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Brain injury

3D printing ‘could help repair brain injury’

Newly-developed technique shows promise in recreating the architecture of the cerebral cortex



A newly-developed 3D printing method has been hailed as showing promise for repairing brain injuries. 

A breakthrough technique has shown, for the first time, that neural cells can be 3D printed to mimic the architecture of the cerebral cortex.

This advance, from a team at the University of Oxford, marks a significant step towards the fabrication of materials with the full structure and function of natural brain tissues. 

The work will provide a unique opportunity to explore the workings of the human cortex and, in the long term, could provide tailored repairs for those affected by brain injury. 

“This advance marks a significant step towards the fabrication of materials with the full structure and function of natural brain tissues,” says lead author Dr Yoncheng Jin.

“The work will provide a unique opportunity to explore the workings of the human cortex and, in the long term, it will offer hope to individuals who sustain brain injuries.”

Brain injuries, including those caused by trauma, stroke and surgery for brain tumours, typically result in significant damage to the cerebral cortex, the outer layer of the human brain, leading to difficulties in cognition, movement and communication.

Each year, around 70 million people globally suffer from traumatic brain injury (TBI), but currently there are no effective treatments for severe brain injuries, leading to serious impacts on quality of life.

Tissue regenerative therapies, especially those in which patients are given implants derived from their own stem cells, could be a promising route to treat brain injuries in the future – but to date, there has been no method to ensure that implanted stem cells mimic the architecture of the brain.

In this new study, the University of Oxford researchers fabricated a two-layered brain tissue by 3D printing human neural stem cells. When implanted into mouse brain slices, the cells showed convincing structural and functional integration with the host tissue.

The cortical structure was made from human induced pluripotent stem cells (hiPSCs), which have the potential to produce the cell types found in most human tissues. A key advantage of using hiPSCs for tissue repair is that they can be easily derived from cells harvested from patients themselves, and therefore would not trigger an immune response.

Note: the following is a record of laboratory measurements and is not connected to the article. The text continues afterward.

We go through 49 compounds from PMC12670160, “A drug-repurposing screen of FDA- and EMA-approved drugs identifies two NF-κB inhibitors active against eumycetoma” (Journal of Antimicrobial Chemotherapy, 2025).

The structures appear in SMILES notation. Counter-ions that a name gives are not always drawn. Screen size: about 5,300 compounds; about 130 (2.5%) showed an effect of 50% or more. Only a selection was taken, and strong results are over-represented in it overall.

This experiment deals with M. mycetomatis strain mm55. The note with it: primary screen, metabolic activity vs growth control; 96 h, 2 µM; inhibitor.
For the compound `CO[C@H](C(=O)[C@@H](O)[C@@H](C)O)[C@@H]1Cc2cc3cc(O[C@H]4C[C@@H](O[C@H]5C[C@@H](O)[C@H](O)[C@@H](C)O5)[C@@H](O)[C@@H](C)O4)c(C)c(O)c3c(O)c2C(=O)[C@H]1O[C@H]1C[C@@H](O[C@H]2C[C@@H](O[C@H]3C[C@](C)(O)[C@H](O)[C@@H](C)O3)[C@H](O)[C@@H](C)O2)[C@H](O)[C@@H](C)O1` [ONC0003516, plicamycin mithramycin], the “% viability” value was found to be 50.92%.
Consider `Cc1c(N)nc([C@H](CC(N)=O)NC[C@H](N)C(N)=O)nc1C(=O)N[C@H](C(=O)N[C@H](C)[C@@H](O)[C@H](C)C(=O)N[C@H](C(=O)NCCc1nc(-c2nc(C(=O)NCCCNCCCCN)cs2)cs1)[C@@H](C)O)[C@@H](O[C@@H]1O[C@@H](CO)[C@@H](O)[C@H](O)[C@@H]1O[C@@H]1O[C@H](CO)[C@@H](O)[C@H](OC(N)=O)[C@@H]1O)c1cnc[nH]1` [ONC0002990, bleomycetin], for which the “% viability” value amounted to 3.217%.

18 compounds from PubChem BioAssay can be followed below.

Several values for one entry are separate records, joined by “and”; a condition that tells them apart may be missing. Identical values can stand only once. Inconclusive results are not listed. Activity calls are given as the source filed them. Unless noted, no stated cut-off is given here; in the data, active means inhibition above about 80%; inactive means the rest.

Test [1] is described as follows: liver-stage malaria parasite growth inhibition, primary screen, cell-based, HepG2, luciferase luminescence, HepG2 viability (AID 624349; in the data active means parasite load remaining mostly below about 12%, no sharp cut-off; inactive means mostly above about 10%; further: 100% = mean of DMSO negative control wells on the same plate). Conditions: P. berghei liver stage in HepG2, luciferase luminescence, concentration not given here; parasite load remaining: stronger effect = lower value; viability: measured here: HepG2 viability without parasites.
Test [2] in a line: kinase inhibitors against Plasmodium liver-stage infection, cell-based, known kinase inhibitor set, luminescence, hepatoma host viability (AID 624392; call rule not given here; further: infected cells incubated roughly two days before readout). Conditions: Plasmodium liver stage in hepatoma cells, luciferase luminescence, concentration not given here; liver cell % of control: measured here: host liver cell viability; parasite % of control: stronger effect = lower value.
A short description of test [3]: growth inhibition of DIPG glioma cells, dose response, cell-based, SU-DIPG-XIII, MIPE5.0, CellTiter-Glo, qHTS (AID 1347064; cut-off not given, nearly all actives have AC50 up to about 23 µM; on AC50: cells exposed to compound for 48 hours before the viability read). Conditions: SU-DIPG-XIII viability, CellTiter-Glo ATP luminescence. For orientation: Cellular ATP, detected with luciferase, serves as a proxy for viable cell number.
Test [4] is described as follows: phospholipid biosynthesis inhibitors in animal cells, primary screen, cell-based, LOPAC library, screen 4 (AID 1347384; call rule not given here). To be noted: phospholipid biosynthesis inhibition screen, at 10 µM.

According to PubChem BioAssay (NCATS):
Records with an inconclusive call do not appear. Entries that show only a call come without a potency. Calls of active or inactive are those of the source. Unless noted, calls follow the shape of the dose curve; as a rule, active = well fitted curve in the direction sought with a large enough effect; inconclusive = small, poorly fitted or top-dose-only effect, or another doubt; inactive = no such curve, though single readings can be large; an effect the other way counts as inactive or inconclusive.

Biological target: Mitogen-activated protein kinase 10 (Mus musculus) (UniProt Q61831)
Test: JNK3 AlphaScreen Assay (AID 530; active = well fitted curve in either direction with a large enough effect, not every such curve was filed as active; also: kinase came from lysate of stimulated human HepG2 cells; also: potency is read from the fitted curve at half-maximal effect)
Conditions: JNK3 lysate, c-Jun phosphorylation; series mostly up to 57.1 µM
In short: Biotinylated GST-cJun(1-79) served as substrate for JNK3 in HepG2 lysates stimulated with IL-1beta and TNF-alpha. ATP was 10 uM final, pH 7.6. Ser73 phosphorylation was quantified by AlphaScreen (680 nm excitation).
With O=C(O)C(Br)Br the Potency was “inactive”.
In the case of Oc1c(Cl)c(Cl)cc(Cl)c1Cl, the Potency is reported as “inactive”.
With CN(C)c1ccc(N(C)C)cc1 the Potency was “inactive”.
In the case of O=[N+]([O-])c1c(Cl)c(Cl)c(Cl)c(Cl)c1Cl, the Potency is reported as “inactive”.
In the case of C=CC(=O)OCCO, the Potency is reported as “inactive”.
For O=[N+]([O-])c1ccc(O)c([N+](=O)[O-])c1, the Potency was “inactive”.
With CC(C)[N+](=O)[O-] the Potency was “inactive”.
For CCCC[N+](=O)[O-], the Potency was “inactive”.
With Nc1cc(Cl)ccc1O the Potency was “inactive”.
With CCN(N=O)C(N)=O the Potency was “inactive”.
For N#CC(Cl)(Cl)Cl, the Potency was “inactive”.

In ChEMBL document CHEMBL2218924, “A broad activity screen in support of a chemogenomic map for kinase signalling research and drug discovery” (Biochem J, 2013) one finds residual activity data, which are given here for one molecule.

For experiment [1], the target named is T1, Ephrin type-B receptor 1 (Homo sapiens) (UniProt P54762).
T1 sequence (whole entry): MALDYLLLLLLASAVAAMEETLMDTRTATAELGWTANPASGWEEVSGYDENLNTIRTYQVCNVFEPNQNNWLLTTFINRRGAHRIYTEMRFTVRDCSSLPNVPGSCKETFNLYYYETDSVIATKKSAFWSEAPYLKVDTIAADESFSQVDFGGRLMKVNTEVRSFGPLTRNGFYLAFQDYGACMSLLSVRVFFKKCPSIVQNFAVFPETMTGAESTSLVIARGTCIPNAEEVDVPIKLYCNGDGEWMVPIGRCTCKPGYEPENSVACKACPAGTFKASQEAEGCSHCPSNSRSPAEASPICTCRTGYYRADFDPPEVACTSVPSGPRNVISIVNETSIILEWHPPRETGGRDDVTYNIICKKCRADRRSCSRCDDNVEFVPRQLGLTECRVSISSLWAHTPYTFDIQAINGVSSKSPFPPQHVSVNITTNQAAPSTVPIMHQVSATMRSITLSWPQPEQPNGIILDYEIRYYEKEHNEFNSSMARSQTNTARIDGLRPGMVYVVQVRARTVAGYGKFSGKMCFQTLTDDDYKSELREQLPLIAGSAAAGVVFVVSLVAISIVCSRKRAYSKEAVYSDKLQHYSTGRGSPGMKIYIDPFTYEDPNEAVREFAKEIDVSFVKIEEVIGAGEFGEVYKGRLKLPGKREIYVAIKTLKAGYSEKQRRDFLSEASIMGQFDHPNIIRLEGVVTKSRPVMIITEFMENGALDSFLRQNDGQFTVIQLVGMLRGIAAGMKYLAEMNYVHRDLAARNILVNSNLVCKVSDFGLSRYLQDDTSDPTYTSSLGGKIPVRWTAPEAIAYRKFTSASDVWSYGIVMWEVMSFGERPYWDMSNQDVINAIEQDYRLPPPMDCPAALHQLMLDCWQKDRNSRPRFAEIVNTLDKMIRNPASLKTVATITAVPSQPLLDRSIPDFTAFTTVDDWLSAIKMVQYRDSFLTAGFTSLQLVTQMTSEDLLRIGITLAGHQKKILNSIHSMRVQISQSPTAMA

The hiPSCs were differentiated into neural progenitor cells for two different layers of the cerebral cortex, by using specific combinations of growth factors and chemicals. 

The cells were then suspended in solution to generate two ‘bioinks’, which were then printed to produce a two-layered structure. In culture, the printed tissues maintained their layered cellular architecture for weeks, as indicated by the expression of layer-specific biomarkers.

When the printed tissues were implanted into mouse brain slices, they showed strong integration, as demonstrated by the projection of neural processes and the migration of neurons across the implant-host boundary. 

The implanted cells also showed signalling activity, which correlated with that of the host cells. This indicates that the human and mouse cells were communicating with each other, demonstrating functional as well as structural integration.

The researchers now intend to further refine the droplet printing technique to create complex multi-layered cerebral cortex tissues that more realistically mimic the human brain’s architecture. 

In addition to their potential for repairing brain injuries, these engineered tissues might be used in drug evaluation, studies of brain development, and to improve our understanding of the basis of cognition.

The new advance builds on the team’s decade-long track record in inventing and patenting 3D printing technologies for synthetic tissues and cultured cells.

Senior author Associate Professor Francis Szele said: “The use of living brain slices creates a powerful platform for interrogating the utility of 3D printing in brain repair. 

“It is a natural bridge between studying 3D printed cortical column development in vitro and their integration into brains in animal models of injury.”

Senior author Professor Zoltбn Molnбr added: ‘Human brain development is a delicate and elaborate process with a complex choreography. It would be naive to think that we can recreate the entire cellular progression in the laboratory. 

“Nonetheless, our 3D printing project demonstrates substantial progress in controlling the fates and arrangements of human iPSCs to form the basic functional units of the cerebral cortex.”